So far we’ve talked about our blood, it’s parts and functions, leukemia, lymphoma and myeloma. Today we will start covering Myeloproliferative Neoplasms. (No, you’re not having deja vu…the post below is a re-post from earlier in my blog)
I have been asked what exactly an MPN is by many people: friends, family, co-workers random strangers at the doctor’s office(so, what are YOU in for…?)… and I have struggled over the years with finding a good way to explain it. I have come up with a couple of silly analogies about a factory going haywire and I also dabble with the more technical explanations from time to time…but that tends to leave me with blank stares… or they smile and nod along with me, meanwhile I can see the information going in one ear and out the other……
In this first of four articles, I am going to try to find concise ways to explain MPNs as a whole. In the subsequent entries I will try to do the same for each ET, PV and MF.
If we break down the words they give a pretty good working definition.
Myelo -From the Greek Muelos which means marrow
Proliferative/Proliferation -to grow or multiply by rapidly producing new tissue
Neoplasm – an abnormal growth of body tissue
So basically…the bone marrow produces lots and lots of cells that do not belong there. That is my basic working definition of a Myeloproliferative Neoplasm. It’s simple, not very technical, and it doesn’t tend to leave people’s eyes glazed over. For a lot of people, that is a fine answer, and they don’t need to know anything else.
Others want to know more, though. How did you find out about/were diagnosed with that disease/condition/thing, “is it …you know….(whisper)cancer?”, how do they treat it, when will it be cured, etc etc….Come to think of it…those are all questions that patients ask too. I have probably asked all of these questions a few times. I’ll try and answer these the way they were explained to me, and the way I understand them…so…these words might not make any sense whatsoever once they exit my head….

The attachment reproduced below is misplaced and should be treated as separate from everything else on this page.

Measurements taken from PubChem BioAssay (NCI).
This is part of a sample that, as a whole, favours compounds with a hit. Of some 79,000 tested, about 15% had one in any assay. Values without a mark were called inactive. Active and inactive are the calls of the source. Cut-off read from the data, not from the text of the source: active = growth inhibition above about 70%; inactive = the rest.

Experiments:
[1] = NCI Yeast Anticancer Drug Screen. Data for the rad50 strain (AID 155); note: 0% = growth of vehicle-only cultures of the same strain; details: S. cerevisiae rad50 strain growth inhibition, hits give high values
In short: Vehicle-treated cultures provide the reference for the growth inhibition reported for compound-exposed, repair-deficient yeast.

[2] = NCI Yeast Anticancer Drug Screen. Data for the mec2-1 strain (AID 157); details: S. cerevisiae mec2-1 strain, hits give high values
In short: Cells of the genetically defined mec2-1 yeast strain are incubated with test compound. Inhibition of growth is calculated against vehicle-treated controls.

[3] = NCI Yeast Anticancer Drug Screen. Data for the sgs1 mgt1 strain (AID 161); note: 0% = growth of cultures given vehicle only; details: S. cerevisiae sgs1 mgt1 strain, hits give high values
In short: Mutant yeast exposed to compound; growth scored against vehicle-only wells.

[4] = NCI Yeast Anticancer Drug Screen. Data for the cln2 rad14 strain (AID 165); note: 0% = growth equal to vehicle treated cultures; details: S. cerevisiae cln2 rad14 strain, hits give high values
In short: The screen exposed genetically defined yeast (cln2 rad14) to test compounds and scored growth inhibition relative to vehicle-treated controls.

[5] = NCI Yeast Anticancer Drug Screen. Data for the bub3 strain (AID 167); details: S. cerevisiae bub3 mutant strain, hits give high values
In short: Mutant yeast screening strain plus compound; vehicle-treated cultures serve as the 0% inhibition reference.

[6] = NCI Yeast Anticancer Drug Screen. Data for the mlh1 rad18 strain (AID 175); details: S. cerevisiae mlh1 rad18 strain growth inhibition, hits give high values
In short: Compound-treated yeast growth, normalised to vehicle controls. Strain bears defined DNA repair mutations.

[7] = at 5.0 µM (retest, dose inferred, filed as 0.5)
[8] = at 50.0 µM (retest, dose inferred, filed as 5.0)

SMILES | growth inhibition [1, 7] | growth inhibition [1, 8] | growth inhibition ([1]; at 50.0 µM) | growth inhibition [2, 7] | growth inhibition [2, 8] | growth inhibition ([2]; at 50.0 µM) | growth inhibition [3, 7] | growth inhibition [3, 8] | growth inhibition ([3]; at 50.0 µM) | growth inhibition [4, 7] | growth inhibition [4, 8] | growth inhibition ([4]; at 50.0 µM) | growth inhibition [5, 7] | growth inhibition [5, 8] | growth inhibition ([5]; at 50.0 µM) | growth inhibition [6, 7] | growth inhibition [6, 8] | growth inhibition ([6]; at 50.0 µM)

We’ll start with the first question. How is one diagnosed? From what I have seen, read, and heard from other patients, an MPN diagnosis is typically secondary to another condition/event. I do not know statistics on this at the moment, but the majority of people I have spoken to were diagnosed after a heart attack, stroke or blood clot. That is not the only way these diseases are diagnosed. Sometimes they are discovered during routine blood work, or during a physical, but more commonly they are diagnosed after a major event. Part of the reason for this could be that symptoms of MPNs are fairly generic, and that makes it difficult to pinpoint their origin. For example I had bruising, headaches and fatigue. Put those three symptoms into a web search…and you’ll come up with 4,310,000 search results. If you pull up one of those Internet Diagnostic Websites(I won’t use the name here…but I bet you all know what I mean…) it pulls up 127 different possible diagnoses, from acute stress to cat scratch fever… So it’s easy to see why someone could go undiagnosed for a while. Once it is narrowed down to an MPN, there are different diagnostic criteria for each of the different conditions. The doctor will use these criteria to determine diagnosis and from there he or she will decide on the patient’s treatment.